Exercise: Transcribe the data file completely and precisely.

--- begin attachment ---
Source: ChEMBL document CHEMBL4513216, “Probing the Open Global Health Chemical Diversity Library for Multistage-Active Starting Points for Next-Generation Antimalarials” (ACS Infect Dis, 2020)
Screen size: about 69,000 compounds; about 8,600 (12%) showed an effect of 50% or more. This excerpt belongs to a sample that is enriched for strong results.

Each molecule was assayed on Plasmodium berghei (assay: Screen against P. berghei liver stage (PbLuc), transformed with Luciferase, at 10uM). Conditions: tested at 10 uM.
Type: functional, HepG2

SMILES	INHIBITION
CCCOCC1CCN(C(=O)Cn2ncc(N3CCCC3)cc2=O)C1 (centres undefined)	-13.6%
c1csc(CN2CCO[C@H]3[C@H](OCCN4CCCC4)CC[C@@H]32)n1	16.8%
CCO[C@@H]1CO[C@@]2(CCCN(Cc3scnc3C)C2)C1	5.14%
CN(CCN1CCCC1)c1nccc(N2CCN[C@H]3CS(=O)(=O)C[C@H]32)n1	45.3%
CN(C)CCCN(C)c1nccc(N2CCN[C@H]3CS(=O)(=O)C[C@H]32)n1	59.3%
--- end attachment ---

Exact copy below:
Source: ChEMBL document CHEMBL4513216, “Probing the Open Global Health Chemical Diversity Library for Multistage-Active Starting Points for Next-Generation Antimalarials” (ACS Infect Dis, 2020)
Screen size: about 69,000 compounds; about 8,600 (12%) showed an effect of 50% or more. This excerpt belongs to a sample that is enriched for strong results.

Each molecule was assayed on Plasmodium berghei (assay: Screen against P. berghei liver stage (PbLuc), transformed with Luciferase, at 10uM). Conditions: tested at 10 uM.
Type: functional, HepG2

SMILES	INHIBITION
CCCOCC1CCN(C(=O)Cn2ncc(N3CCCC3)cc2=O)C1 (centres undefined)	-13.6%
c1csc(CN2CCO[C@H]3[C@H](OCCN4CCCC4)CC[C@@H]32)n1	16.8%
CCO[C@@H]1CO[C@@]2(CCCN(Cc3scnc3C)C2)C1	5.14%
CN(CCN1CCCC1)c1nccc(N2CCN[C@H]3CS(=O)(=O)C[C@H]32)n1	45.3%
CN(C)CCCN(C)c1nccc(N2CCN[C@H]3CS(=O)(=O)C[C@H]32)n1	59.3%